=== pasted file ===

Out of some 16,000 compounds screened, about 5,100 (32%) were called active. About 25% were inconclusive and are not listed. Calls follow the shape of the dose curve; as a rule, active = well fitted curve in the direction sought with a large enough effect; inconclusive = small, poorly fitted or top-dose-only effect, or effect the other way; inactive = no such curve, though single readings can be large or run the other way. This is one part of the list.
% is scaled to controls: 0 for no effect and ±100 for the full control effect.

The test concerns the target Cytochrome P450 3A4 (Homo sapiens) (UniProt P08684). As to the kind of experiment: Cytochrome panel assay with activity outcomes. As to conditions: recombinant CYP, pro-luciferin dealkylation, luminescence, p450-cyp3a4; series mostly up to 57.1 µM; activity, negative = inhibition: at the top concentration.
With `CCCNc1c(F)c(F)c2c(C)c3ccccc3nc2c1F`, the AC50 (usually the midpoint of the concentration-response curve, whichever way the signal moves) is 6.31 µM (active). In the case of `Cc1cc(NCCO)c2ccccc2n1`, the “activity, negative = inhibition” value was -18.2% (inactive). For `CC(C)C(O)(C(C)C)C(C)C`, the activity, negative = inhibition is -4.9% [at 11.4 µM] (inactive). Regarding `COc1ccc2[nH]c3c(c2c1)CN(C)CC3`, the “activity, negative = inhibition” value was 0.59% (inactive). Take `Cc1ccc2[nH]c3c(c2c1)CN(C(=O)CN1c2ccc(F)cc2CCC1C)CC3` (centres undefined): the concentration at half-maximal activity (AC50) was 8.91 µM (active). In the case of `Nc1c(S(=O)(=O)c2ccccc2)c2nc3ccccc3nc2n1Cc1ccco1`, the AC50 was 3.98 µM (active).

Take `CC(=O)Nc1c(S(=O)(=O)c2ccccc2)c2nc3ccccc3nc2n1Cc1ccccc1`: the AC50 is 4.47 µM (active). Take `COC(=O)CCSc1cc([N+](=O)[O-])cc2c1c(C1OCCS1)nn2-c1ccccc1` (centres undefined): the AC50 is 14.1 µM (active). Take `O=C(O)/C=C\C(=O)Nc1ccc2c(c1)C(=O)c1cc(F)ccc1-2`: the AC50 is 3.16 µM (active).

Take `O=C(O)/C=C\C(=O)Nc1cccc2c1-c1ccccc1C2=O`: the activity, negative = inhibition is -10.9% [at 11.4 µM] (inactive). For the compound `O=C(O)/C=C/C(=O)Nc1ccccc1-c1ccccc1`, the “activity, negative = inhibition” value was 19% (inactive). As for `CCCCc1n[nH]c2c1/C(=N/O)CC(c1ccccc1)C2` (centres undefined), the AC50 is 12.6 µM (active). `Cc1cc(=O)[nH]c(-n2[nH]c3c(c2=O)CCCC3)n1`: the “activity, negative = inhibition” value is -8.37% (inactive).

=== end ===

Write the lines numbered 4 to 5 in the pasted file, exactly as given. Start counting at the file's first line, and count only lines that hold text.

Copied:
With `CCCNc1c(F)c(F)c2c(C)c3ccccc3nc2c1F`, the AC50 (usually the midpoint of the concentration-response curve, whichever way the signal moves) is 6.31 µM (active). In the case of `Cc1cc(NCCO)c2ccccc2n1`, the “activity, negative = inhibition” value was -18.2% (inactive). For `CC(C)C(O)(C(C)C)C(C)C`, the activity, negative = inhibition is -4.9% [at 11.4 µM] (inactive). Regarding `COc1ccc2[nH]c3c(c2c1)CN(C)CC3`, the “activity, negative = inhibition” value was 0.59% (inactive). Take `Cc1ccc2[nH]c3c(c2c1)CN(C(=O)CN1c2ccc(F)cc2CCC1C)CC3` (centres undefined): the concentration at half-maximal activity (AC50) was 8.91 µM (active). In the case of `Nc1c(S(=O)(=O)c2ccccc2)c2nc3ccccc3nc2n1Cc1ccco1`, the AC50 was 3.98 µM (active).

Take `CC(=O)Nc1c(S(=O)(=O)c2ccccc2)c2nc3ccccc3nc2n1Cc1ccccc1`: the AC50 is 4.47 µM (active). Take `COC(=O)CCSc1cc([N+](=O)[O-])cc2c1c(C1OCCS1)nn2-c1ccccc1` (centres undefined): the AC50 is 14.1 µM (active). Take `O=C(O)/C=C\C(=O)Nc1ccc2c(c1)C(=O)c1cc(F)ccc1-2`: the AC50 is 3.16 µM (active).